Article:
EGU General Assembly 2023
© Author(s) 2023. This work is distributed under
the Creative Commons Attribution 4.0 License.

Grande Comore and Mayotte gas-geochemistry and evidence of deep fluid migration during the 2018-2020 submarine eruption off Mayotte

Marco Liuzzo1,2, Andrea Di Muro3,4, Andrea Luca Rizzo1,5, Antonio Caracausi1, Fausto Grassa1, Guillaume Boudoire1,6, Massimo Coltorti1,2, and Bhavani Bénard4,7
Marco Liuzzo et al.
  • 1Istituto Nazionale di Geofisica e Vulcanologia, Geochemistry, Palermo, Italy (
  • 2Università di Ferrara, Dipartimento di Fisica e Scienze della Terra – Italy
  • 3Université Claude Bernard Lyon1, Laboratoire de géologie de Lyon (LGL-TPE), France
  • 4Observatoire volcanologique du Piton de la Fournaise, Institut de physique du globe de Paris, F-97418 La Plaine des Cafres, France
  • 5Istituto Nazionale di Geofisica e Vulcanologia, Sezione di Milano – Italy
  • 6Université Clermont Auvergne, CNRS, IRD, OPGC, Laboratoire Magmas et Volcans, F-63000 Clermont-Ferrand, France
  • 7Université de Paris, Institut de Physique du Globe de Paris, CNRS, F-75005 Paris, France

Located within the Mozambique Channel, the Comoros archipelago is situated within a complex geodynamic system of great interest owing to recent volcanic and seismic activity (2018-20), but where little gas geochemistry research has been conducted.

Focusing on Grande Comore and Petite Terre, a small islet off the northeast coast of Mayotte, our investigations set out to identify the gas-geochemistry characteristics of the islands, and explore any potential influence from the then ongoing unrest and/or volcanic activity.

Geochemical surveys included measurements of soil CO2 flux on both islands, and gas sampling from fumarolic areas at Karthala volcano (Grande Comore) and two bubbling areas at Petite Terre, with the aim of determining the chemical and isotopic characteristics of the main gases (CO2, CH4, He, Ne, Ar) and equilibrium temperatures of the hydrothermal system at Petite Terre.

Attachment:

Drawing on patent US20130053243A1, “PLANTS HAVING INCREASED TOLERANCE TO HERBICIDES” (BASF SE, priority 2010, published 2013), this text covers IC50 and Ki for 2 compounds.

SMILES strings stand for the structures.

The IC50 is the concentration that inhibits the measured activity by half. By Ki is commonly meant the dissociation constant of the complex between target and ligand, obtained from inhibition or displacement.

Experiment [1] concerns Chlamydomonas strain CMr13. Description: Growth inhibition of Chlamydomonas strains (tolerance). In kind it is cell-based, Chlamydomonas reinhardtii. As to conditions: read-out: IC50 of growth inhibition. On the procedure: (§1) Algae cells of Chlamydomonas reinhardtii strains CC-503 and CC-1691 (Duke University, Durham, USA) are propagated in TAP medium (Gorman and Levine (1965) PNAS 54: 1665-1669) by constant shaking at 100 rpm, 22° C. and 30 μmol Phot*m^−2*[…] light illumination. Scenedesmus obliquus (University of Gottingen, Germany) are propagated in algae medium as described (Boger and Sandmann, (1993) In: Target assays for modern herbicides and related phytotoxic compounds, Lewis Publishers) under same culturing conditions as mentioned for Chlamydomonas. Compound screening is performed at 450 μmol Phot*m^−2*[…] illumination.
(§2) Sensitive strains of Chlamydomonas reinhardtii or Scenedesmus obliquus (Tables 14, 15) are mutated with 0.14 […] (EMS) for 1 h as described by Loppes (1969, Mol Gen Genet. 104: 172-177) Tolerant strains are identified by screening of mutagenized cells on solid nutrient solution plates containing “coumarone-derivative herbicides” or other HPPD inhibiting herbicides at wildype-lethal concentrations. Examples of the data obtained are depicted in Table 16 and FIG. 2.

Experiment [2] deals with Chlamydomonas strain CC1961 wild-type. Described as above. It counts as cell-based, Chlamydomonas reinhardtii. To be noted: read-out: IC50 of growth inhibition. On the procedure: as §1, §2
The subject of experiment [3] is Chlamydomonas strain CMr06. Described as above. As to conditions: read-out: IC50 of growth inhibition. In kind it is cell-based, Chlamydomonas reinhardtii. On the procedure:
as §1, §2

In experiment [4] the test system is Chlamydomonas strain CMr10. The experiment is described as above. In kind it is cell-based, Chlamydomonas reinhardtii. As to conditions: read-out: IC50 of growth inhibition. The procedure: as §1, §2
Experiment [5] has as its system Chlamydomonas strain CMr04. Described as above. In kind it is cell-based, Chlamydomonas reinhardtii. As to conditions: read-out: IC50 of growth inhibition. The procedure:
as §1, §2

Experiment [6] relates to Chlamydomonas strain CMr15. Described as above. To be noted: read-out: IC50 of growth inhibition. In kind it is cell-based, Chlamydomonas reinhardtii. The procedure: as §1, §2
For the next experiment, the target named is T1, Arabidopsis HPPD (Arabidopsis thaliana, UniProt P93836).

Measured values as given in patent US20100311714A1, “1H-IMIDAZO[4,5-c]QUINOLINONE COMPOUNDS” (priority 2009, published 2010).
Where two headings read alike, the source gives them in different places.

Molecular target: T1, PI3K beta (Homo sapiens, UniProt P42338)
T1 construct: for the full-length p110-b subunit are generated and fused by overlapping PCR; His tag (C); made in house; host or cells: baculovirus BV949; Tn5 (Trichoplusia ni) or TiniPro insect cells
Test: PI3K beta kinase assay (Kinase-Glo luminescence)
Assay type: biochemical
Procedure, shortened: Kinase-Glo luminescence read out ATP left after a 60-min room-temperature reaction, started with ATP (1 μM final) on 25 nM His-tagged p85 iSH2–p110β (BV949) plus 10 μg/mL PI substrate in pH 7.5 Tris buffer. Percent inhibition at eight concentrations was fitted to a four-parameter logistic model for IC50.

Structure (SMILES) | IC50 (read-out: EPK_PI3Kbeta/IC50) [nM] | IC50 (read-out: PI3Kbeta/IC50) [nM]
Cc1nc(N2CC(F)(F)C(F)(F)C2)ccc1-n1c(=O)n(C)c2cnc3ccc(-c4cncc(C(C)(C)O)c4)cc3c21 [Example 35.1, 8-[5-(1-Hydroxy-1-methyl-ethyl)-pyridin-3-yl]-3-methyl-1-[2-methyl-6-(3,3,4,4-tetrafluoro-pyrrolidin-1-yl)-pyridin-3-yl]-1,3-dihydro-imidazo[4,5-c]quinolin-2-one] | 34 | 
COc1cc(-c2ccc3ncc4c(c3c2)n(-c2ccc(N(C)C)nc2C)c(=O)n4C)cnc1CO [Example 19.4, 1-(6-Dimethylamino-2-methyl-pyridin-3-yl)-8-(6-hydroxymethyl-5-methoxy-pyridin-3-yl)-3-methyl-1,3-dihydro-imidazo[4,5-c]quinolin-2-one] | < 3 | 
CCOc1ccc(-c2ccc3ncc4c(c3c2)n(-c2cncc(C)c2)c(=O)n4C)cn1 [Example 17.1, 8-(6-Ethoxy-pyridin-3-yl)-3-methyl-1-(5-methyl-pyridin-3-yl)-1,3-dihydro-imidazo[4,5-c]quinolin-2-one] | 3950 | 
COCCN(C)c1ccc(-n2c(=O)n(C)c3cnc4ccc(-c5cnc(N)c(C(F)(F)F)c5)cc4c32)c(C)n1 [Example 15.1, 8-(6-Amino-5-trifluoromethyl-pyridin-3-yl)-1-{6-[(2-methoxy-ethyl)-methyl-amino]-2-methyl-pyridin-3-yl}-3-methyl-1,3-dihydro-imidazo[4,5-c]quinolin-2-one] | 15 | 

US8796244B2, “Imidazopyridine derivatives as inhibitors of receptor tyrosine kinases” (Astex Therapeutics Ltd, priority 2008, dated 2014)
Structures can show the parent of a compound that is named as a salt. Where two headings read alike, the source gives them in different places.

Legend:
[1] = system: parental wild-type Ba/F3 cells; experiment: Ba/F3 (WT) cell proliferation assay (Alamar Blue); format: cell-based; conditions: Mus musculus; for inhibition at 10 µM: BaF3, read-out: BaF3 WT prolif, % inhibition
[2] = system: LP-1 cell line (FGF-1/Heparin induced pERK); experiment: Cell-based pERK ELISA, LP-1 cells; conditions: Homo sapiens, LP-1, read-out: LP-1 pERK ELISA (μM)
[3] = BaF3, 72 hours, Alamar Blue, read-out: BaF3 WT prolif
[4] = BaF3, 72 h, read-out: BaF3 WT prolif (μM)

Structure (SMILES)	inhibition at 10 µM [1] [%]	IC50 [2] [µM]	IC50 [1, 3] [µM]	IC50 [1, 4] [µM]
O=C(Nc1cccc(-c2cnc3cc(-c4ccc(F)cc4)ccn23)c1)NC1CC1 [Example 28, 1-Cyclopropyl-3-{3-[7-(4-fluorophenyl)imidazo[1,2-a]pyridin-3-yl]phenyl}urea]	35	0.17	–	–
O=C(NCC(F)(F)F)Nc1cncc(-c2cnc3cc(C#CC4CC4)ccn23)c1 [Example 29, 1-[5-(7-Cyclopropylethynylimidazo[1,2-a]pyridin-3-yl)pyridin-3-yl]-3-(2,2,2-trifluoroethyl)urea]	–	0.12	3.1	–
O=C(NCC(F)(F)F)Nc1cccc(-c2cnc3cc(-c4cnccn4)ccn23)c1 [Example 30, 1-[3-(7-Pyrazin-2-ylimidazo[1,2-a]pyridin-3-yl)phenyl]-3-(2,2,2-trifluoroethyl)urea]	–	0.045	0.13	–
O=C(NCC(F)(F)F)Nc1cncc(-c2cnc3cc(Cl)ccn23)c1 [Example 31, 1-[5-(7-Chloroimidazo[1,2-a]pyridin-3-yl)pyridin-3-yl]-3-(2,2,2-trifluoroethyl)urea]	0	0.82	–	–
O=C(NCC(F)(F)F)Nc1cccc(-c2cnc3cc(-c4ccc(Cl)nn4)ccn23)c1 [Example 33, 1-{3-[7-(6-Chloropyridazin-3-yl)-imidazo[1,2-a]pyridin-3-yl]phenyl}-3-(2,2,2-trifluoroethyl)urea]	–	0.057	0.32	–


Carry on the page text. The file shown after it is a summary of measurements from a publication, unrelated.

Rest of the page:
δ13C values of soil CO2 emissions highlight evidence of a low magmatic contribution at Grande Comore, while a significantly higher contribution is evident at Petite Terre. 3He/4He data are consistent with average values of fluid inclusions for both Grande Comore and Petite Terre rocks, and are fixed at low value ranges (4.7≤Rc/Ra≤5.9 and 5.3≤Rc/Ra≤7.5 respectively). The gases detected at the two sites of Petite Terre primarily reflect the signature of deep gases in terms of geochemical tracers such as R/Ra and δ13C in CO2.  At one of the two emission sites at Petite Terre, namely the meromictic lake Dziani Dzaha, the gases are relatively more variable in relative proportion of CO2, CH4  and C isotopes; at this specific site, a significant influence from microbial activity is evidenced.

Our results allow us to infer that the general degassing characteristics between the two islands are similar. They also shed light on their reciprocal differences, which may either be attributable to local specifics within Petite Terre, or to different states of volcanic activity between Grande Comore and Petite Terre at the time of the surveys, the latter being a consequence of fluid migration to the mainland of Mayotte during the offshore submarine activity (2018-20).

The outcomes of this work provide a necessary step towards filling gaps in the knowledge of gas-geochemistry in Comoros, and contribute potential support for volcanic and environmental monitoring programmes.

How to cite: Liuzzo, M., Di Muro, A., Rizzo, A. L., Caracausi, A., Grassa, F., Boudoire, G., Coltorti, M., and Bénard, B.: Grande Comore and Mayotte gas-geochemistry and evidence of deep fluid migration during the 2018-2020 submarine eruption off Mayotte, EGU General Assembly 2023, Vienna, Austria, 24–28 Apr 2023, EGU23-8732,, 2023.